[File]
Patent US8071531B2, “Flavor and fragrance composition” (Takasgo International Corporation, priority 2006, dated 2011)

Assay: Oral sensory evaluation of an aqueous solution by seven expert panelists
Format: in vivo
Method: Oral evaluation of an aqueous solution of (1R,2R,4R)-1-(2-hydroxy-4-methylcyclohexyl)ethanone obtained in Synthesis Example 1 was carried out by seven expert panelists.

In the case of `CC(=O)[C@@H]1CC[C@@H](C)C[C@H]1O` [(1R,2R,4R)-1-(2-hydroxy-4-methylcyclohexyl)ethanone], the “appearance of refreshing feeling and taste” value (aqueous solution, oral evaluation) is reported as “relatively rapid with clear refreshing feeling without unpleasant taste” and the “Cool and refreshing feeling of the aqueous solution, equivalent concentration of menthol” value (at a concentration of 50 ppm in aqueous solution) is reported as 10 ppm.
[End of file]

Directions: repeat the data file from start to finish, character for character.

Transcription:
Patent US8071531B2, “Flavor and fragrance composition” (Takasgo International Corporation, priority 2006, dated 2011)

Assay: Oral sensory evaluation of an aqueous solution by seven expert panelists
Format: in vivo
Method: Oral evaluation of an aqueous solution of (1R,2R,4R)-1-(2-hydroxy-4-methylcyclohexyl)ethanone obtained in Synthesis Example 1 was carried out by seven expert panelists.

In the case of `CC(=O)[C@@H]1CC[C@@H](C)C[C@H]1O` [(1R,2R,4R)-1-(2-hydroxy-4-methylcyclohexyl)ethanone], the “appearance of refreshing feeling and taste” value (aqueous solution, oral evaluation) is reported as “relatively rapid with clear refreshing feeling without unpleasant taste” and the “Cool and refreshing feeling of the aqueous solution, equivalent concentration of menthol” value (at a concentration of 50 ppm in aqueous solution) is reported as 10 ppm.